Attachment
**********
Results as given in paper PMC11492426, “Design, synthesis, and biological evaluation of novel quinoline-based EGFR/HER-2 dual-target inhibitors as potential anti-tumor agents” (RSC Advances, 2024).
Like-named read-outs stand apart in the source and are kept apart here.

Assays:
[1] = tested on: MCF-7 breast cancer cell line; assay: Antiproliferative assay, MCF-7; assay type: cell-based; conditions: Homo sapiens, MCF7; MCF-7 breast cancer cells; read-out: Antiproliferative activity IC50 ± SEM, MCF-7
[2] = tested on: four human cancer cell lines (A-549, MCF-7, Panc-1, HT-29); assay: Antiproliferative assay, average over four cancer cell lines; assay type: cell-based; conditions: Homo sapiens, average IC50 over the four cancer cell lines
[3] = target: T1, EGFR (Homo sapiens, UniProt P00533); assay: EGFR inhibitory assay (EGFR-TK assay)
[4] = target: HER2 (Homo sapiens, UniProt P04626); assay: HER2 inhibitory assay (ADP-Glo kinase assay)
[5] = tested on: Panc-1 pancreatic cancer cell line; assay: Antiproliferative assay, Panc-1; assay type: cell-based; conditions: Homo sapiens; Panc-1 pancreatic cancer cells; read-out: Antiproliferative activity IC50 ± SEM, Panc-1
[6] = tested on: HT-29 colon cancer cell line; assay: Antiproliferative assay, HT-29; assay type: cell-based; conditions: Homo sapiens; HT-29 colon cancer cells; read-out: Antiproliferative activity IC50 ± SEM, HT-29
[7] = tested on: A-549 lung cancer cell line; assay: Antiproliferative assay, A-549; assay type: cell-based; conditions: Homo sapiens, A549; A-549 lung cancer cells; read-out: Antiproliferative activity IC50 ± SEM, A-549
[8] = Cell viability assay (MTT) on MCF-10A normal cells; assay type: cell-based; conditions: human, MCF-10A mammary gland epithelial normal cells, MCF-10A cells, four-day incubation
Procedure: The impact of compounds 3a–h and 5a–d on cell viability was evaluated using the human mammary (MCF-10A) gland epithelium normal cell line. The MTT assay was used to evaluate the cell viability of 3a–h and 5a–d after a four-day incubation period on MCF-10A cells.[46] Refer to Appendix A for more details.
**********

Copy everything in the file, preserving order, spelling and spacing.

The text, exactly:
Results as given in paper PMC11492426, “Design, synthesis, and biological evaluation of novel quinoline-based EGFR/HER-2 dual-target inhibitors as potential anti-tumor agents” (RSC Advances, 2024).
Like-named read-outs stand apart in the source and are kept apart here.

Assays:
[1] = tested on: MCF-7 breast cancer cell line; assay: Antiproliferative assay, MCF-7; assay type: cell-based; conditions: Homo sapiens, MCF7; MCF-7 breast cancer cells; read-out: Antiproliferative activity IC50 ± SEM, MCF-7
[2] = tested on: four human cancer cell lines (A-549, MCF-7, Panc-1, HT-29); assay: Antiproliferative assay, average over four cancer cell lines; assay type: cell-based; conditions: Homo sapiens, average IC50 over the four cancer cell lines
[3] = target: T1, EGFR (Homo sapiens, UniProt P00533); assay: EGFR inhibitory assay (EGFR-TK assay)
[4] = target: HER2 (Homo sapiens, UniProt P04626); assay: HER2 inhibitory assay (ADP-Glo kinase assay)
[5] = tested on: Panc-1 pancreatic cancer cell line; assay: Antiproliferative assay, Panc-1; assay type: cell-based; conditions: Homo sapiens; Panc-1 pancreatic cancer cells; read-out: Antiproliferative activity IC50 ± SEM, Panc-1
[6] = tested on: HT-29 colon cancer cell line; assay: Antiproliferative assay, HT-29; assay type: cell-based; conditions: Homo sapiens; HT-29 colon cancer cells; read-out: Antiproliferative activity IC50 ± SEM, HT-29
[7] = tested on: A-549 lung cancer cell line; assay: Antiproliferative assay, A-549; assay type: cell-based; conditions: Homo sapiens, A549; A-549 lung cancer cells; read-out: Antiproliferative activity IC50 ± SEM, A-549
[8] = Cell viability assay (MTT) on MCF-10A normal cells; assay type: cell-based; conditions: human, MCF-10A mammary gland epithelial normal cells, MCF-10A cells, four-day incubation
Procedure: The impact of compounds 3a–h and 5a–d on cell viability was evaluated using the human mammary (MCF-10A) gland epithelium normal cell line. The MTT assay was used to evaluate the cell viability of 3a–h and 5a–d after a four-day incubation period on MCF-10A cells.[46] Refer to Appendix A for more details.